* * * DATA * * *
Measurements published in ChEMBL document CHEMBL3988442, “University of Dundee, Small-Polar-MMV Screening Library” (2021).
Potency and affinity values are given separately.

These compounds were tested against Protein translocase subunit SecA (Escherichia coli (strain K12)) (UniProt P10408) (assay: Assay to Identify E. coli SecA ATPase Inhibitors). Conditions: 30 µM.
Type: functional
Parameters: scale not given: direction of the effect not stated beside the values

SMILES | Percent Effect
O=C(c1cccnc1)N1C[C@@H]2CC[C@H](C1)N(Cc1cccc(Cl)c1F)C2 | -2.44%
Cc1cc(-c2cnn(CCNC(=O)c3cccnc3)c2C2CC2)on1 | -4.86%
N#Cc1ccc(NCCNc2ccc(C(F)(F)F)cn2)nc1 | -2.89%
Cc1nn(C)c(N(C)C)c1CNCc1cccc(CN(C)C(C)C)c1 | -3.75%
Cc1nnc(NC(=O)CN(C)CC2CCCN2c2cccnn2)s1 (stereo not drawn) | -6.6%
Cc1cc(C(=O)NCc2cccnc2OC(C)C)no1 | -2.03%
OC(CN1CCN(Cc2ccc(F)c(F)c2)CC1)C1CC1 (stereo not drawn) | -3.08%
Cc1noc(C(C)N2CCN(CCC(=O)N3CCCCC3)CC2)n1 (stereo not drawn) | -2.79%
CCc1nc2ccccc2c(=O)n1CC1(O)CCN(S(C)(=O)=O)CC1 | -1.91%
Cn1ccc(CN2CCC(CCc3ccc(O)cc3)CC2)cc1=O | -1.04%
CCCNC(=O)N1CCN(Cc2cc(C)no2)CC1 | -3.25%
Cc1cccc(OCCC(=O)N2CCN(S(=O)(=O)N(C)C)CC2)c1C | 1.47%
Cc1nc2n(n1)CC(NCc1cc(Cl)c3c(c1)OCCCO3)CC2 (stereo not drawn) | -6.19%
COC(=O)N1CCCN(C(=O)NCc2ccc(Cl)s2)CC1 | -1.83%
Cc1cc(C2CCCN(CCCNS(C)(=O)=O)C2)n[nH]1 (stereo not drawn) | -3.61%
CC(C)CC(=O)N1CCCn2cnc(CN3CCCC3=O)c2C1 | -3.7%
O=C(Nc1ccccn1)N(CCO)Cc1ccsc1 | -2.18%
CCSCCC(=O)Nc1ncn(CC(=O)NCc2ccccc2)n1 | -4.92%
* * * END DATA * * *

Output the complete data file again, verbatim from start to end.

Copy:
Measurements published in ChEMBL document CHEMBL3988442, “University of Dundee, Small-Polar-MMV Screening Library” (2021).
Potency and affinity values are given separately.

These compounds were tested against Protein translocase subunit SecA (Escherichia coli (strain K12)) (UniProt P10408) (assay: Assay to Identify E. coli SecA ATPase Inhibitors). Conditions: 30 µM.
Type: functional
Parameters: scale not given: direction of the effect not stated beside the values

SMILES | Percent Effect
O=C(c1cccnc1)N1C[C@@H]2CC[C@H](C1)N(Cc1cccc(Cl)c1F)C2 | -2.44%
Cc1cc(-c2cnn(CCNC(=O)c3cccnc3)c2C2CC2)on1 | -4.86%
N#Cc1ccc(NCCNc2ccc(C(F)(F)F)cn2)nc1 | -2.89%
Cc1nn(C)c(N(C)C)c1CNCc1cccc(CN(C)C(C)C)c1 | -3.75%
Cc1nnc(NC(=O)CN(C)CC2CCCN2c2cccnn2)s1 (stereo not drawn) | -6.6%
Cc1cc(C(=O)NCc2cccnc2OC(C)C)no1 | -2.03%
OC(CN1CCN(Cc2ccc(F)c(F)c2)CC1)C1CC1 (stereo not drawn) | -3.08%
Cc1noc(C(C)N2CCN(CCC(=O)N3CCCCC3)CC2)n1 (stereo not drawn) | -2.79%
CCc1nc2ccccc2c(=O)n1CC1(O)CCN(S(C)(=O)=O)CC1 | -1.91%
Cn1ccc(CN2CCC(CCc3ccc(O)cc3)CC2)cc1=O | -1.04%
CCCNC(=O)N1CCN(Cc2cc(C)no2)CC1 | -3.25%
Cc1cccc(OCCC(=O)N2CCN(S(=O)(=O)N(C)C)CC2)c1C | 1.47%
Cc1nc2n(n1)CC(NCc1cc(Cl)c3c(c1)OCCCO3)CC2 (stereo not drawn) | -6.19%
COC(=O)N1CCCN(C(=O)NCc2ccc(Cl)s2)CC1 | -1.83%
Cc1cc(C2CCCN(CCCNS(C)(=O)=O)C2)n[nH]1 (stereo not drawn) | -3.61%
CC(C)CC(=O)N1CCCn2cnc(CN3CCCC3=O)c2C1 | -3.7%
O=C(Nc1ccccn1)N(CCO)Cc1ccsc1 | -2.18%
CCSCCC(=O)Nc1ncn(CC(=O)NCc2ccccc2)n1 | -4.92%